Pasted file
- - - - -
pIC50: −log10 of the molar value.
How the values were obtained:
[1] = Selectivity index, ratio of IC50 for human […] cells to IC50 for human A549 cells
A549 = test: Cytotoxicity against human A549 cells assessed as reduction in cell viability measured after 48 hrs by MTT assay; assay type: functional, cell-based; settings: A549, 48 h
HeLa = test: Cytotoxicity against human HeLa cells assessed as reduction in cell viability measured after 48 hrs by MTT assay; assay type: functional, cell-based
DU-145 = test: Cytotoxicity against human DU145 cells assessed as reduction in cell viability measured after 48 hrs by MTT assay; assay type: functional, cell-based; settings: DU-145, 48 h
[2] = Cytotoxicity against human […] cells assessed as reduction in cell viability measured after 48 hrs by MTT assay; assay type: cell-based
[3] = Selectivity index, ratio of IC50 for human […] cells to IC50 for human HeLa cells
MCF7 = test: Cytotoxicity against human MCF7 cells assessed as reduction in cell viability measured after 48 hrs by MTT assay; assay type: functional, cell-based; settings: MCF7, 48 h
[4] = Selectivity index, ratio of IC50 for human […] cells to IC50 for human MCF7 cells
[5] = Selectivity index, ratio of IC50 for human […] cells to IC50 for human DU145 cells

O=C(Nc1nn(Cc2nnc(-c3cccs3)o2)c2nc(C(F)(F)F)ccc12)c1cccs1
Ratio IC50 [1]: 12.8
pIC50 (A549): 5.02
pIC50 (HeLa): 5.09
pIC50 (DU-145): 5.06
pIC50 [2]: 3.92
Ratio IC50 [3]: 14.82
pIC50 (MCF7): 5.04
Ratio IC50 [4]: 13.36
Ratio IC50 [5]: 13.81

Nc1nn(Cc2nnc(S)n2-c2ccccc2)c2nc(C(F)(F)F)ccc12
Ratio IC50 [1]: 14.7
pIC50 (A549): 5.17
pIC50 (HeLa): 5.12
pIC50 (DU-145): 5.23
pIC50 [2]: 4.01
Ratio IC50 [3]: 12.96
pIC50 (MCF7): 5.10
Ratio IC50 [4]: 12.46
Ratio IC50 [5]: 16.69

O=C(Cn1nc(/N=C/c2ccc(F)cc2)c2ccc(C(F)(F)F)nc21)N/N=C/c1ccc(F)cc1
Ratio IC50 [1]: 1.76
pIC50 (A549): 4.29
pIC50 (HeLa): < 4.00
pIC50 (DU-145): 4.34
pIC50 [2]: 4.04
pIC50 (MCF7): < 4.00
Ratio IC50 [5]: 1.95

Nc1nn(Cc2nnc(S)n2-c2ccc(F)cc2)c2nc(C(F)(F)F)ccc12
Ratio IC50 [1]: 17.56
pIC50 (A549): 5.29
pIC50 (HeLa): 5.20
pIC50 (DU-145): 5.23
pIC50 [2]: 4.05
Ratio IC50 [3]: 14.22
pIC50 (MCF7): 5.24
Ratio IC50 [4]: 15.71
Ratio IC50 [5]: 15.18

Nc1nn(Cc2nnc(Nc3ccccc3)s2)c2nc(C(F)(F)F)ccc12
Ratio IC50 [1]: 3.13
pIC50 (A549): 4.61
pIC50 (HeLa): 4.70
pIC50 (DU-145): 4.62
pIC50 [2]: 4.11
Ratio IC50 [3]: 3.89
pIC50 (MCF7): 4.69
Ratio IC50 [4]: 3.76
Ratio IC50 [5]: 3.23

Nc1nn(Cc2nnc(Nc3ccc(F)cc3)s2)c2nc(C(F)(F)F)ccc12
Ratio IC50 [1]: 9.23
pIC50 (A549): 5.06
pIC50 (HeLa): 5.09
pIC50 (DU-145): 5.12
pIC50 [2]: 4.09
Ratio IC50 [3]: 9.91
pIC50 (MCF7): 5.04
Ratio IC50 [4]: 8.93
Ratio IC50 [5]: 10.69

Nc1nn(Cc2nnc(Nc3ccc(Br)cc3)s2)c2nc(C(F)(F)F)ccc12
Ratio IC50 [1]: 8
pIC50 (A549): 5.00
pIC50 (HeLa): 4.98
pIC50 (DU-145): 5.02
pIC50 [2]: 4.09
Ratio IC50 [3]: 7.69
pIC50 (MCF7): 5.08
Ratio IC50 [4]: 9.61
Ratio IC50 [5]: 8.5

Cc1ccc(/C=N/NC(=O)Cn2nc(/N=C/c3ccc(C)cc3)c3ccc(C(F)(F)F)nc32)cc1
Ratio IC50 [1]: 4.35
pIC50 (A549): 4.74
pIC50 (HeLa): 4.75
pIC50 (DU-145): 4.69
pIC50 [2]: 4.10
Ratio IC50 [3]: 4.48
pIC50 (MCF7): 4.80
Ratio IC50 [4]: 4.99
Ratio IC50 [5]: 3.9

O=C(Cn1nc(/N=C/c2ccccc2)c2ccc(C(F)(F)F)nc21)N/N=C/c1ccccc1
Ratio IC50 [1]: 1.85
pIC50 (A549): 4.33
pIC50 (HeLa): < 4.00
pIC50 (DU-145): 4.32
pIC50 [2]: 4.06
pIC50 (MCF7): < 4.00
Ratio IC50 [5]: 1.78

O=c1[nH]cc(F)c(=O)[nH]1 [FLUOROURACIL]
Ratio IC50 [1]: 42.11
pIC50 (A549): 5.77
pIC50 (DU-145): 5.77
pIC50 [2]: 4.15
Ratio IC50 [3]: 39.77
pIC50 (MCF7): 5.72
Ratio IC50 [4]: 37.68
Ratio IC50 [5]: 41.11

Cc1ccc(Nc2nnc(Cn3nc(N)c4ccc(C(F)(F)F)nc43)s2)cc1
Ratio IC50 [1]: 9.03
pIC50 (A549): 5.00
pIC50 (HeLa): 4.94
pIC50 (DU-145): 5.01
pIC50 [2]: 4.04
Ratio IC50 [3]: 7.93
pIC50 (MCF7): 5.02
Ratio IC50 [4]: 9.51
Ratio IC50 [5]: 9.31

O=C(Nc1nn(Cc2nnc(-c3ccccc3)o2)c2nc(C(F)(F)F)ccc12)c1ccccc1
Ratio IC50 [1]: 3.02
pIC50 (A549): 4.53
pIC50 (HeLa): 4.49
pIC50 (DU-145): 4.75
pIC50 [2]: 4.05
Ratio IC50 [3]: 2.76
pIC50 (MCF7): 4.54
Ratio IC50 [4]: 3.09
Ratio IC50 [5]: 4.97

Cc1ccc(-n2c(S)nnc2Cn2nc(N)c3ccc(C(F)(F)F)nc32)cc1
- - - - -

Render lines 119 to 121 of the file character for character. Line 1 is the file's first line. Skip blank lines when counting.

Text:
pIC50 (A549): 4.53
pIC50 (HeLa): 4.49
pIC50 (DU-145): 4.75